Nissan has replaced the 'old skool' live axles with an independent double wishbone suspension. Photo Gallery
The Nissan Patrol will continue with aging diesel engine.
Nissan is covering its tail by continuing to offer the ancient Y61 diesel Patrol for the time being alongside Y62. Presumably that will be until there's so much pressure from Patrol buyers for a new diesel that Nissan finds one from somewhere. It's been 14 years since the previous model was introduced - a long time and the result has been two pronged - considerable pent-up demand for a new Patrol from existing owners and a sales haemorrhage to other makes.
But the new (7-8 seat) model will have appeal in the luxury end of the market up against Toyota's formidable Landcruiser. New Patrol comes in three grades, ST-L, Ti and Ti-L priced at $82,200, $92,800 and $113,900 in ascending order.
All share the same powertrain which consists of a 5.6-litre, V8 petrol engine (basis of the new Nissan V8 Supercar donk), a seven-speed conventional automatic transmission and Nissan's clever All-Mode 4x4 system with 4H and 4L incorporating Sand, Rock, Snow and On-road modes. There's a rear diff' lock and the vehicle scores hill start assist and hill descent control.
Everything is selected from a dial on the dash. The engine is good for 298kW/560Nm thanks to direct fuel injection and variable valve timing and lift on the inlet side. It gives fuel economy benefits and a claimed 14.5-litres/100km on premium. That's much better than the earlier 4.8-litre petrol six in the Y61 model which drank prodigiously.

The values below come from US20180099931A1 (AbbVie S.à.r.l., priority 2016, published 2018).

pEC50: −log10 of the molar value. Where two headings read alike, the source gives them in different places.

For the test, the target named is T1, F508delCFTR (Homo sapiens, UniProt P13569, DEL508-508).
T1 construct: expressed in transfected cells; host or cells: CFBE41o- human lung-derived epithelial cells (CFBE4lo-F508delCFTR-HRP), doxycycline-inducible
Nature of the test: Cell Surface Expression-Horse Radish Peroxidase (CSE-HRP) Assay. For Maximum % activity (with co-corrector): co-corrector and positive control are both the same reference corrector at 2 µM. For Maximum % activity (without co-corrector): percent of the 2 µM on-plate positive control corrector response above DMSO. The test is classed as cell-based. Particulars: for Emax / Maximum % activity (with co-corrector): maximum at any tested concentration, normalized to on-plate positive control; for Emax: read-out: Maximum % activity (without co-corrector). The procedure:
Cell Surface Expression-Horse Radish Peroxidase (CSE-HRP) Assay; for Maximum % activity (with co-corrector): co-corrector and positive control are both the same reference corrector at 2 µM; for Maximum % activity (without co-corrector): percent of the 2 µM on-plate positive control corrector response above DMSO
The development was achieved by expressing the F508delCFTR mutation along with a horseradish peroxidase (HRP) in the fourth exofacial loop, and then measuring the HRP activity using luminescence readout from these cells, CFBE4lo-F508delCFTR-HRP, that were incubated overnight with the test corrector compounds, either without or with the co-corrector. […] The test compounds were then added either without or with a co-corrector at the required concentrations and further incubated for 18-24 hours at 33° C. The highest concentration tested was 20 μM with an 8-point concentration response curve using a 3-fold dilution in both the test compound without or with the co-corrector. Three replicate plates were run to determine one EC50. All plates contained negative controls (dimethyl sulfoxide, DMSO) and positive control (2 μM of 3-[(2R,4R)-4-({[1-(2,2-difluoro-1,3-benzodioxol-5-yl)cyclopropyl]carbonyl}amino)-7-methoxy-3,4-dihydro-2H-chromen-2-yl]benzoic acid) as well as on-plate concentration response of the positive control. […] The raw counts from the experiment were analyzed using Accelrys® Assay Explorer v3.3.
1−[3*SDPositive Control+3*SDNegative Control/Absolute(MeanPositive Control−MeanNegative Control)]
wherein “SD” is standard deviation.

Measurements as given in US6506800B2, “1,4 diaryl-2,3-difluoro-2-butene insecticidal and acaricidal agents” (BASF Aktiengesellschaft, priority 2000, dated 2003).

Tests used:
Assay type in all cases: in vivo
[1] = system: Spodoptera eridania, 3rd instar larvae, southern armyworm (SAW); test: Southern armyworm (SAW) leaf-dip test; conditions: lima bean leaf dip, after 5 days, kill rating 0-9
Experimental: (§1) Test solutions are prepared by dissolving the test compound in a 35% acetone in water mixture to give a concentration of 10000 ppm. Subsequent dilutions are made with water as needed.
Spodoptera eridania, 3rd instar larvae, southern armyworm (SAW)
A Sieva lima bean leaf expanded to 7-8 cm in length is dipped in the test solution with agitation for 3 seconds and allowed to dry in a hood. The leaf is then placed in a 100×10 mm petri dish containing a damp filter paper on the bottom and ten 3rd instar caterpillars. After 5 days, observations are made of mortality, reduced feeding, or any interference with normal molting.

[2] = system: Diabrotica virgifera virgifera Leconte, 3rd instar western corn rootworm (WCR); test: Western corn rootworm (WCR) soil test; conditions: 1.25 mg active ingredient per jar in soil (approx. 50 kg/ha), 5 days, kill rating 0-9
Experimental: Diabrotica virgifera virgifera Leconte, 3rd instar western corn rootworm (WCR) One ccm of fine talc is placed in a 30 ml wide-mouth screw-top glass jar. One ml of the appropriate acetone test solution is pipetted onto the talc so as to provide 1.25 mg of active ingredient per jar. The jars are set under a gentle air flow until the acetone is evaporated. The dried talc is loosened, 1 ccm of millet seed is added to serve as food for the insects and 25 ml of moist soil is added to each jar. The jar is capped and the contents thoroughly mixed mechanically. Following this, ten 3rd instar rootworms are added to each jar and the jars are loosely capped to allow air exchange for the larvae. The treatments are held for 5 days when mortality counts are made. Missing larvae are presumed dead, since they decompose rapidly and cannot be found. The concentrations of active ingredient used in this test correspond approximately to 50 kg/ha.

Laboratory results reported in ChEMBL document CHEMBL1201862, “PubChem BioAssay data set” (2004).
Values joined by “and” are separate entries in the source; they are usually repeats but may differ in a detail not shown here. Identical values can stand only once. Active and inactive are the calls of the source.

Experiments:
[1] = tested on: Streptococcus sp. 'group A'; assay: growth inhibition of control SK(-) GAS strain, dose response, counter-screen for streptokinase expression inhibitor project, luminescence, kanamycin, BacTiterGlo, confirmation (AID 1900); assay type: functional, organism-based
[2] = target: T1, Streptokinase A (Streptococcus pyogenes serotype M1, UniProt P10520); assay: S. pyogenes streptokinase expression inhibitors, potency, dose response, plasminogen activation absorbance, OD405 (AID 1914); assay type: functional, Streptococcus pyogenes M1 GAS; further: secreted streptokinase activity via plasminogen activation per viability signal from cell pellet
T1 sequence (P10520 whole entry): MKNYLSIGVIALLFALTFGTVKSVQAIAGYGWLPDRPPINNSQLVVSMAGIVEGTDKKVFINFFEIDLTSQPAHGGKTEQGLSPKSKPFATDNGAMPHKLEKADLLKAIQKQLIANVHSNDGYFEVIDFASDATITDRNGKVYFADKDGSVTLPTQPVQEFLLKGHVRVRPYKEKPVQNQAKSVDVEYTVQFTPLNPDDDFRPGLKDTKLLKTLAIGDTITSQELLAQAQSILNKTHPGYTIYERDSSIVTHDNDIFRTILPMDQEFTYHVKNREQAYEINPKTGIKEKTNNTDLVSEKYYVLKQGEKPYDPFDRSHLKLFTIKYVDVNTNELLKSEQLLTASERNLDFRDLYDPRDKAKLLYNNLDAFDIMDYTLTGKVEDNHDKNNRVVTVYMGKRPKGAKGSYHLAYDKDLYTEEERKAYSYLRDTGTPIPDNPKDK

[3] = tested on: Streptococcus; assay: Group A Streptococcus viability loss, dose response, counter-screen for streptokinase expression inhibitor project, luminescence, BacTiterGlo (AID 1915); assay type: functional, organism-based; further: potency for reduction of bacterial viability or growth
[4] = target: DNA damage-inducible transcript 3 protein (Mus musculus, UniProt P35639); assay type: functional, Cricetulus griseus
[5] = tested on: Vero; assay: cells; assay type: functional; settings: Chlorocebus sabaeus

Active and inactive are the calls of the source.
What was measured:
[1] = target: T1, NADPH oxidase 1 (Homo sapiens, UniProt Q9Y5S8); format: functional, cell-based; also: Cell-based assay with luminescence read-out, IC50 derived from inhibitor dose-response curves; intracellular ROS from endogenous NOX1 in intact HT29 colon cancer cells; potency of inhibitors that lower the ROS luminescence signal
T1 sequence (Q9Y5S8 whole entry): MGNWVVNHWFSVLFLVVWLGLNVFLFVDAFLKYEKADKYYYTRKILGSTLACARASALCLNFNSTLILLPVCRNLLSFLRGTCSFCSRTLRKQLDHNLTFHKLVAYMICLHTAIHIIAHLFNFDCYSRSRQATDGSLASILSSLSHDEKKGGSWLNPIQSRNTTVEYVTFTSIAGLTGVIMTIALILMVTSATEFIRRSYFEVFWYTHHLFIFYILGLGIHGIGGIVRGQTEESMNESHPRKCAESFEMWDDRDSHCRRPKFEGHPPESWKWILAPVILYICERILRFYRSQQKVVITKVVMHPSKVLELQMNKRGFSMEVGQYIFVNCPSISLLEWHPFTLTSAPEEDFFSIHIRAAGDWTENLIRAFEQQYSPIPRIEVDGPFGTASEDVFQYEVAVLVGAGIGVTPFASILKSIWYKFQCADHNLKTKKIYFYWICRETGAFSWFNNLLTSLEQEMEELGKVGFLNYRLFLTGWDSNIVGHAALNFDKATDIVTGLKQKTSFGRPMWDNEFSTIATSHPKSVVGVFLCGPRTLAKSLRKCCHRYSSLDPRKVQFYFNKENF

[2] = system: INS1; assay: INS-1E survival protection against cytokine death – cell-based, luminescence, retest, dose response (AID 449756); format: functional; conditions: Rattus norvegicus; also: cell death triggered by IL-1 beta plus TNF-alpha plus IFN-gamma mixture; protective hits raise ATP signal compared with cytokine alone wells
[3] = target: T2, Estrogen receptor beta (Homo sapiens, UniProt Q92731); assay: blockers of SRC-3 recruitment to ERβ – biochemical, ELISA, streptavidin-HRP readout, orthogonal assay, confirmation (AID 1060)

Something that will be liked or loathed by new Patrol owners is the all independent double wishbone suspension that replaces the 'old skool' live axles. Traditionally, the latter is preferred in arduous off-road driving because live axles lift the vehicle up out of a hole or over a rock whereas independent suspension sees the wheel disappear into the wheel well with the body hitting the dirt.
On the two high grade Patrols, there's a clever new suspension featuring adaptive dampers that act to prevent body roll in cornering and also to maintain clearance off road. It's called Hydraulic Body Motion Control. Driver assist technologies are available on the higher spec' models such as Blind Spot Warning and Lane Assist among others. A body on chassis design is retained.
The body (on chassis) is larger than before with styling that you either like or not. We fall into the latter category suggesting that the front looks too much like a Pathfinder and the overall look is bland and uninspiring. Inside are three seat rows with plenty of room for all passengers and an esky down the back with the third in place.
The Y62 Patrol has been around for some time already in Arab countries and features a raft of goodies designed to cater for those looking to be pampered.
Standard kit includes Bluetooth phone, a DVD player (two in the higher range models), two gig music register, multiple steering wheel controls, intelligent key access, dual zone climate control, rear view camera, front and rear park assist, drive computer and an eight way power adjust driver's seat. Ti and Ti-L get more.
New Patrol has a 140 litre fuel tank and can tow 3500kg braked. Some local development work went into the design effort which sees low levels of noise inside the cabin and a single lift up tailgate among other refinements.
We'll take it into the bush before forming any conclusions. It would have been a better proposition from our point of view with a new, high-tech 3.0-litre turbodiesel six under the bonnet. There's one in the Pathfinder.